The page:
Dal Riata / Dalriada, Gaelic kingdom in northern Ireland and the western coast of


Scotland (then Pict-land, roughly what is now Argyll ("coastland of the Gael", foreigner),

Bute, Islay, Jura, Kintyre, Lochaber, and the Islands, Skye, and Morven (Clan MacInnes)


Niall Noigiallach (Niall of the Nine Hostages), semi-historical High King (King of Tara),

founder of the famous Ui Neill dynasty in Ulster, est. ca.450 CE (the red hand of Ulster)


The channel between Ulster, (northern) Ireland, and Scotland is as narrow as 20 miles in

some places, and there has been a lot of channel-crossing down through the centuries, in

both directions. Some historians believe Scottish Highlanders descend from Celtic tribes

which crossed from Ireland to the islands and highlands of Scotland, circa 500 AD.


Cenel - Kin groups forming part of Dal Riata, most of which, after a varied evolution,

eventually became the Scottish region of Argyll. Cenél nÓengusa, a kin group who

ruled the island of Islay, and perhaps nearby Colonsay, off the western coast of Scotland

in the early Middle Ages. After spending 4 centuries as part of Norway, and another 4

as part of the quasi-independent Lordship of the Isles, this region became Scottish in the

late 15th century.  https://en.wikipedia.org/wiki/Cen%C3%A9l

and  https://en.wikipedia.org/wiki/Cen%C3%A9l_n%C3%93engusa

Clan MacInnes in Dalriada (‘Mac Innes’, son of Angus)  http://www.macinnes.org


The Book of Kells - an illuminated manuscript of the four Gospels, in Latin, with some


prefatory texts and tables. It was created in a Columban monastery in Ireland, Scotland,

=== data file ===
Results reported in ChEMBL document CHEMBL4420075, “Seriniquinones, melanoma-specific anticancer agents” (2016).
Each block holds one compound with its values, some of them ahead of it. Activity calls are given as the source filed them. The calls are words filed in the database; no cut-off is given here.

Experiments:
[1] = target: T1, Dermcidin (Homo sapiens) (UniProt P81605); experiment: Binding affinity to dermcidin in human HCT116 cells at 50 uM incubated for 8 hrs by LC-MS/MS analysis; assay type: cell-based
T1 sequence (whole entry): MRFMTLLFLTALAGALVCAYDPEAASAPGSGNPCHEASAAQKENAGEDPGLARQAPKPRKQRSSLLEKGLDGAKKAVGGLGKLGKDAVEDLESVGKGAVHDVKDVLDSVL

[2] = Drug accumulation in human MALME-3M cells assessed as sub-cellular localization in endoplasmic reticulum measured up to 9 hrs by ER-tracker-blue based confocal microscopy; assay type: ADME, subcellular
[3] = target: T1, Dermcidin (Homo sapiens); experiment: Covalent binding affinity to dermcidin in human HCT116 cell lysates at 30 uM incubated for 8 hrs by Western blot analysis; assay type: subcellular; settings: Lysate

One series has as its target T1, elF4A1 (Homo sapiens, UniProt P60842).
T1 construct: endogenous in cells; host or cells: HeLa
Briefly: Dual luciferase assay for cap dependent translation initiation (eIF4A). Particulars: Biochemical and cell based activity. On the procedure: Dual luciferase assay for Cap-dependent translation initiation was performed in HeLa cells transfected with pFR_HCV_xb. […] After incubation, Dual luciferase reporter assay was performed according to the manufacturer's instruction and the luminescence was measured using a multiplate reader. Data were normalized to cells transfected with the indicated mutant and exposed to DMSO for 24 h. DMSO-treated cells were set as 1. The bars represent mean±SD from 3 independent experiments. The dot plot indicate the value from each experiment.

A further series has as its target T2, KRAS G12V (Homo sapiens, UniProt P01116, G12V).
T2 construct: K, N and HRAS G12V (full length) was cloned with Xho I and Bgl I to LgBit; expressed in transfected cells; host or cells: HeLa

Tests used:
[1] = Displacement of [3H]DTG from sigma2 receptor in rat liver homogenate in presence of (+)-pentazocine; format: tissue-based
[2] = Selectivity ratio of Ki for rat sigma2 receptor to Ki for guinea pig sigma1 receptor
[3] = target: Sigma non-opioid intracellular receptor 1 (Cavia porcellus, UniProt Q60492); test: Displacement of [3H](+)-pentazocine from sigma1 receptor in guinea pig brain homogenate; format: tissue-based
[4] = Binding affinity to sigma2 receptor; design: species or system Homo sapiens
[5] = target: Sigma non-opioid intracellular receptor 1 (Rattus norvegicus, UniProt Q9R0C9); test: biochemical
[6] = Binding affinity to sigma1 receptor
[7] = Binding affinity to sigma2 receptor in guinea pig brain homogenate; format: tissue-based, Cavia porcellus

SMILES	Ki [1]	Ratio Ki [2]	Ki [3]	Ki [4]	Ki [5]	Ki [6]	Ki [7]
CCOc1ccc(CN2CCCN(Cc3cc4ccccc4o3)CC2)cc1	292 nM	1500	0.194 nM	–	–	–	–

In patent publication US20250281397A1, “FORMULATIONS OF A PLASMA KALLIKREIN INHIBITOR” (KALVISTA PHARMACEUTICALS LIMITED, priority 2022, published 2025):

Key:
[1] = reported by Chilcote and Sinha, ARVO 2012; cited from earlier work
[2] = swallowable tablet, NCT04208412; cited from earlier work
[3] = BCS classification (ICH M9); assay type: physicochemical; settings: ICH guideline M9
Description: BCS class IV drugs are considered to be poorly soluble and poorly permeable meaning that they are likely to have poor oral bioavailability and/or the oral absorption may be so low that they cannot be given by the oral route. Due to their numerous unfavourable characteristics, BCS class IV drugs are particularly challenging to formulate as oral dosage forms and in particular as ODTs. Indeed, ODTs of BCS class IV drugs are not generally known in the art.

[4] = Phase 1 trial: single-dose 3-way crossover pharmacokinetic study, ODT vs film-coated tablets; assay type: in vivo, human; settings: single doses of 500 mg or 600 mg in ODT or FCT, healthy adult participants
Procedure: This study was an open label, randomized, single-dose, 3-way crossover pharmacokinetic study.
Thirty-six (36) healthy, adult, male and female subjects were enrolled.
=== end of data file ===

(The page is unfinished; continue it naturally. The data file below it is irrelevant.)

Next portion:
or England, may have had contributions from various Columban institutions from these

areas. It is a masterwork of Western calligraphy; the manuscript takes its name from the

Abbey of Kells, County Meath, where it was for centuries. It is now in the Old Library

at Trinity College, Dublin (TCD)  https://en.wikipedia.org/wiki/Book_of_Kells

and  https://www.tcd.ie/library/research-collections/book-of-kells.php


Anglo-Norman invasion: Henry II, King of England, landed heavily-armed barons and


troops at Wexford in 1169, and more Knights, archers, and siege towers at Waterford

in 1171, beginning the conquest of Ireland, and subsequent English rule of the island


15th Century - The 'genealogical time frame' begins, referring to the period since

surname adoption, roughly since about the 1400-1500's.


English reduced to 'The Pale' around Dublin (Latin 'palus', stake, and "beyond the Pale")


The Plantation(s) of Ulster:  https://en.wikipedia.org/wiki/Plantation_of_Ulster


James VI (b.1567, d.1625) of Scotland becomes King James I of England, Scotland,

and Ireland after the death of Elizabeth I, uniting the thrones of Scotland and England.


Private plantations, in County Down, and (northern) County Antrim - the first Scottish

settlers arrived in 1605-1606  http://www.ulsternationalist.freeservers.com/custom2.html


Updates: More McA/I/Ninch Events, 1600s to 1900s in (northern) Ireland / June 2022

McAninch Family History NL v.XXX n.1  / Copyright Frank McAninch / pg.2022-03

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